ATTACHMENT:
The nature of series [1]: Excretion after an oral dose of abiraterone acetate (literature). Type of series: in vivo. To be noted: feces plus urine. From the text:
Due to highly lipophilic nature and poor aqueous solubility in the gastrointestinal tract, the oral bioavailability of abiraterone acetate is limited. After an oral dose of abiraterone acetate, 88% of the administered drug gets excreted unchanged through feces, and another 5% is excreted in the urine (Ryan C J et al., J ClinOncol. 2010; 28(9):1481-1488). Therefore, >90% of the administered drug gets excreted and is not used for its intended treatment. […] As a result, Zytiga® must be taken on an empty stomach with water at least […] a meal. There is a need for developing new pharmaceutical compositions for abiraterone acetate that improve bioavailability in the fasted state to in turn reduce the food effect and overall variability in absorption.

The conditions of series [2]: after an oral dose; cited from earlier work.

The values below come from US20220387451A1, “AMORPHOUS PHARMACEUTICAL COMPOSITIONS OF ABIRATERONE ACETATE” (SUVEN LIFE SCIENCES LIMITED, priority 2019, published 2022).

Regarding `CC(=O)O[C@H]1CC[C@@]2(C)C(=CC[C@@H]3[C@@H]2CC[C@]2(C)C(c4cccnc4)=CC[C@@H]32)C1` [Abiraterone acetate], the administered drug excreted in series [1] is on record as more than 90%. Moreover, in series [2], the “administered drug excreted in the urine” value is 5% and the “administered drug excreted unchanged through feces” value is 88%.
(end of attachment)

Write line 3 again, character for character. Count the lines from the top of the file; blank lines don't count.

The conditions of series [2]: after an oral dose; cited from earlier work.